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‘No cruising’ signs in Silver Lake used to target LGBTQ+ community in ’90s removed

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    SILVER LAKE, LOS ANGELES (KABC) — The last remaining street signs that were used to target the LGBTQ+ community in Silver Lake in the ’90s were removed Monday.

City leaders along with local LGBTQ+ organizations and community members gathered near Griffith Park Boulevard and Hyperion Avenue to take down the last several “No U-Turn” and “No Cruising” signs, which were installed in the ’90s when neighbors complained about a gay bar in the area. They were essentially used to prevent people in the gay community from meeting up with other gay people.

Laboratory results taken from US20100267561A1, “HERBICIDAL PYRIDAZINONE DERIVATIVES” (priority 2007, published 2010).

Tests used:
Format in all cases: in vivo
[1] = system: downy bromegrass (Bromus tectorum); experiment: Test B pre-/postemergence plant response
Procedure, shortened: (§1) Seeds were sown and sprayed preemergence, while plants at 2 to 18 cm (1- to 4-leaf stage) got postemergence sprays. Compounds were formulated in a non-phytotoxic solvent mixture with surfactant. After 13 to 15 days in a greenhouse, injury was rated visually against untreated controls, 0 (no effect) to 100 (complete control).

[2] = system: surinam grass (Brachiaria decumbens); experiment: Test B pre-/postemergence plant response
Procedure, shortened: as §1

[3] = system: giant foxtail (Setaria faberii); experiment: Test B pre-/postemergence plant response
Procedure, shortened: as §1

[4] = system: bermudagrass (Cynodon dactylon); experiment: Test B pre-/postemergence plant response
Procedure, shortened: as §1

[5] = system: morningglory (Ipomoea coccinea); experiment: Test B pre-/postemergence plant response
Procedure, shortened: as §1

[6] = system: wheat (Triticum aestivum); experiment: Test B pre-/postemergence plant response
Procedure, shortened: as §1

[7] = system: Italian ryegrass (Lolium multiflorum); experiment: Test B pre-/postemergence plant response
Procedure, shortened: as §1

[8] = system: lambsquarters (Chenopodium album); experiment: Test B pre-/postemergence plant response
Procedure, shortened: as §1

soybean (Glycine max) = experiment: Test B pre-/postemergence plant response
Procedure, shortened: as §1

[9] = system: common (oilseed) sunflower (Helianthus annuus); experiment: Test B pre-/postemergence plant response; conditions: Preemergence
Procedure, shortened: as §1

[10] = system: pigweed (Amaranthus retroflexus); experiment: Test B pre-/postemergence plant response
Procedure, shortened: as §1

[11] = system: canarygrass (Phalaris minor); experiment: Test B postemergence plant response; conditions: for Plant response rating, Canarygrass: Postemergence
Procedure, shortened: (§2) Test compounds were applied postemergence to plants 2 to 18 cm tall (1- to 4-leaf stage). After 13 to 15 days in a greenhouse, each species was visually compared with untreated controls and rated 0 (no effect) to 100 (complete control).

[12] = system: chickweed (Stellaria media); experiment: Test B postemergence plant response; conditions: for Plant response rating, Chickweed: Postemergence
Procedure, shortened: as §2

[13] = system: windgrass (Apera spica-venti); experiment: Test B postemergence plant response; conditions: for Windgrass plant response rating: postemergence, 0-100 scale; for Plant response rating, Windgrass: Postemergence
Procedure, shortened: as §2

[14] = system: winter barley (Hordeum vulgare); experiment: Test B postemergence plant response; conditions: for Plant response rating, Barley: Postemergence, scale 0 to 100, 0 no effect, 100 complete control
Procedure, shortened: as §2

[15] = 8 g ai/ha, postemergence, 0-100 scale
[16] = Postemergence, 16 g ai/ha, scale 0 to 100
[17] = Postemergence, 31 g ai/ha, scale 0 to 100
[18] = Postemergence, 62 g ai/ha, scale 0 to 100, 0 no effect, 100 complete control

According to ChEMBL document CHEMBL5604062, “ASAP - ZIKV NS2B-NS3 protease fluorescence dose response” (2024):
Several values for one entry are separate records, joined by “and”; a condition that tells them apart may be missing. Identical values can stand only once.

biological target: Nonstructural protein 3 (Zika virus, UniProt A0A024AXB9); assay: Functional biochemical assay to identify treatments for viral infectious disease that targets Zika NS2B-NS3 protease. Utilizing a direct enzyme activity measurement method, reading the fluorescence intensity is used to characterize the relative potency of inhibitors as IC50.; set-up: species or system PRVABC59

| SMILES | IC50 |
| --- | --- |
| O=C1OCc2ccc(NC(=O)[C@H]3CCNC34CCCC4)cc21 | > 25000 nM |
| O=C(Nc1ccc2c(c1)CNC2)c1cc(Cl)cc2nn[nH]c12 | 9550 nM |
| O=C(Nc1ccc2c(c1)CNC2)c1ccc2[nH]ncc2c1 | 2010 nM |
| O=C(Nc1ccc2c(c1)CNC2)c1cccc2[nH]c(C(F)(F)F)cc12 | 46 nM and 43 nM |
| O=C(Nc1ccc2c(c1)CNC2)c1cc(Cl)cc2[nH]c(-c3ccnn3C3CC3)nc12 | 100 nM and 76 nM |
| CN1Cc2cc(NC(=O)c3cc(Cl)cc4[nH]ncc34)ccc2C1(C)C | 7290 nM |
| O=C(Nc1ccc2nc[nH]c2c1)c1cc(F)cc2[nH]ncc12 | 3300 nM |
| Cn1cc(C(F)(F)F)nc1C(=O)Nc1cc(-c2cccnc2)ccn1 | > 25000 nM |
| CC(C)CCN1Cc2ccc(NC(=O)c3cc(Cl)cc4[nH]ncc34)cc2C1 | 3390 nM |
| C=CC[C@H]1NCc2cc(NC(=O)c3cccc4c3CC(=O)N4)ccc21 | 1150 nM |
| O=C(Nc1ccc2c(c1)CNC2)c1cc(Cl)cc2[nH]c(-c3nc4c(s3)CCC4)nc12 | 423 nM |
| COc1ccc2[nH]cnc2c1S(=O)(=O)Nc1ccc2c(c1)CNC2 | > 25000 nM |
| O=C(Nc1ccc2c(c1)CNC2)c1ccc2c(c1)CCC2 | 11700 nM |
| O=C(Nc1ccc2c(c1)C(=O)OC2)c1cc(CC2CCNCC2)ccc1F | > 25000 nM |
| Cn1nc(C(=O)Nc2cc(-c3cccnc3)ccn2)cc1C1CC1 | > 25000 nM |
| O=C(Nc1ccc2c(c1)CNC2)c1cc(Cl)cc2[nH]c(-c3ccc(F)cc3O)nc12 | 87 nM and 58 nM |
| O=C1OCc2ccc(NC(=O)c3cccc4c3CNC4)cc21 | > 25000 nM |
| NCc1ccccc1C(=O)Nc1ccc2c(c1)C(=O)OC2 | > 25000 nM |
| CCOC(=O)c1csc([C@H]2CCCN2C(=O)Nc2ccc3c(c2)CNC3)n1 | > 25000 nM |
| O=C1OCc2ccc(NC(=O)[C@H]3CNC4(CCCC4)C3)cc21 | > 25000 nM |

“I was also surprised that these U-turn signs were still up, and at first, they seem a little … ‘Oh, ok, it’s just a no U-turn sign,’ but when you learn the history of it, and you realize that these were used to profile gay people, it’s so important that we have these removed,” said Silver Lake Neighborhood Councilmember Maebe A. Girl.

The Silver Lake Neighborhood Council voted to dismantle the signs in 2011.

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